- Univariate graphical. Non-graphical methods don’t provide a full picture of the data. Graphical methods are therefore required. Common types of univariate graphics include:
- Stem-and-leaf plots, which show all data values and the shape of the distribution.
- Histograms, a bar plot in which each bar represents the frequency (count) or proportion (count/total count) of cases for a range of values.
- Box plots, which graphically depict the five-number summary of minimum, first quartile, median, third quartile, and maximum.
- Multivariate nongraphical: Multivariate data arises from more than one variable. Multivariate non-graphical EDA techniques generally show the relationship between two or more variables of the data through cross-tabulation or statistics.
- Multivariate graphical: Multivariate data uses graphics to display relationships between two or more sets of data. The most used graphic is a grouped bar plot or bar chart with each group representing one level of one of the variables and each bar within a group representing the levels of the other variable.
Other common types of multivariate graphics include:
- Scatter plot, which is used to plot data points on a horizontal and a vertical axis to show how much one variable is affected by another.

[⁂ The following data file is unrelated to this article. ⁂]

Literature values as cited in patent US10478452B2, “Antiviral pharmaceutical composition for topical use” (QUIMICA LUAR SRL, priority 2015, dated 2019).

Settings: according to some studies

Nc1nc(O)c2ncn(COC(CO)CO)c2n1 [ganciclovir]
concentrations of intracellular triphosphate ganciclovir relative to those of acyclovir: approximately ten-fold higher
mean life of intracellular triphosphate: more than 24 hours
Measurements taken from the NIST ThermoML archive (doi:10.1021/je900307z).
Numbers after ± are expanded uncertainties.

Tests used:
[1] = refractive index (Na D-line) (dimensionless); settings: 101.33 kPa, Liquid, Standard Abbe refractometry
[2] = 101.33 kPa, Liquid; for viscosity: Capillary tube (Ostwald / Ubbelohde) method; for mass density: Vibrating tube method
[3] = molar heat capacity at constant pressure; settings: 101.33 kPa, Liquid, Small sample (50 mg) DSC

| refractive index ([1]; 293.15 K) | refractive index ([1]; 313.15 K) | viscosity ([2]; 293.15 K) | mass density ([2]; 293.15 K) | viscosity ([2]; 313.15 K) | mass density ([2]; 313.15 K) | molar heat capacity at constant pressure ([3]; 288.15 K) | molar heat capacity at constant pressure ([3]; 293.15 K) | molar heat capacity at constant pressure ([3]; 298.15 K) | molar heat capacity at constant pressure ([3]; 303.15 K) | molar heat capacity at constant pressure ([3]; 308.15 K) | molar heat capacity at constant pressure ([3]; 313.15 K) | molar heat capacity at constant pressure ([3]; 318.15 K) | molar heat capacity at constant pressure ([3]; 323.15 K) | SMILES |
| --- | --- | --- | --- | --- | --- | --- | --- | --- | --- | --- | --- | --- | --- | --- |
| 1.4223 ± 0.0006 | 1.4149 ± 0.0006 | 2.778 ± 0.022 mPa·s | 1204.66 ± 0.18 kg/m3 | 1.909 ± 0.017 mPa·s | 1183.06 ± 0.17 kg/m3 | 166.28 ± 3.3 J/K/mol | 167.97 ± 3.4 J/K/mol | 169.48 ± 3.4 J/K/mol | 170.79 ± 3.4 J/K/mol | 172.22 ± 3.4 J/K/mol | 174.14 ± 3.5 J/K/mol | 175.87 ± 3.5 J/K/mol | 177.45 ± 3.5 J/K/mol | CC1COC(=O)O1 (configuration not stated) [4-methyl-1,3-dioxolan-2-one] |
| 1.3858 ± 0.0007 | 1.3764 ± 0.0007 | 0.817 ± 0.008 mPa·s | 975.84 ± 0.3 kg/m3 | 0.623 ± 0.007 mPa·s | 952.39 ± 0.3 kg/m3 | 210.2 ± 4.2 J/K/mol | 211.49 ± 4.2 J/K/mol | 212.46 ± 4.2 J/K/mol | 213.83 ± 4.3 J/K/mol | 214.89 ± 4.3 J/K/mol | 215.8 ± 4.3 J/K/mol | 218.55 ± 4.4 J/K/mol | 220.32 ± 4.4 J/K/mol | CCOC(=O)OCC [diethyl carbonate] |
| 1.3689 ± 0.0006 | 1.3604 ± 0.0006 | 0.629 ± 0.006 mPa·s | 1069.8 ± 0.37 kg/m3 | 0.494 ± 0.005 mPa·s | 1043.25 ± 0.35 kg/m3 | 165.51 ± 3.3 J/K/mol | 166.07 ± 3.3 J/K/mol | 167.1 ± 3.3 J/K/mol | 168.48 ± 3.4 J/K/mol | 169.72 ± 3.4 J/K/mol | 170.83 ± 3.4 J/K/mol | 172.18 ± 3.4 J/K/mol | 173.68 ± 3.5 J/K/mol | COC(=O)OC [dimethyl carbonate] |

- Multivariate chart, which is a graphical representation of the relationships between factors and a response.
- Run chart, which is a line graph of data plotted over time.
- Bubble chart, which is a data visualization that displays multiple circles (bubbles) in a two-dimensional plot.
- Heat map, which is a graphical representation of data where values are depicted by color.
Exploratory Data Analysis Tools
Some of the most common data science tools used to create an EDA include:
- Python: an interpreted, object-oriented programming language with dynamic semantics. Its high-level, built-in data structures, combined with dynamic typing and dynamic binding, make it very attractive for rapid application development, as well as for use as a scripting or glue language to connect existing components together. Python and EDA can be used together to identify missing values in a data set, which is important so you can decide how to handle missing values for machine learning.
- R: an open-source programming language and free software environment for statistical computing and graphics supported by the R Foundation for Statistical Computing. The R language is widely used among statisticians in data science in developing statistical observations and data analysis.
IBM and exploratory data analysis
IBM’s Explore procedure provides a variety of visual and numerical summaries of data, either for all cases or separately for groups of cases. The dependent variable must be a scale variable, while the grouping variables may be ordinal or nominal.
Using IBM’s Explore procedure, you can:
- Screen data
- Identify outliers
- Check assumptions
- Characterize differences among groups of cases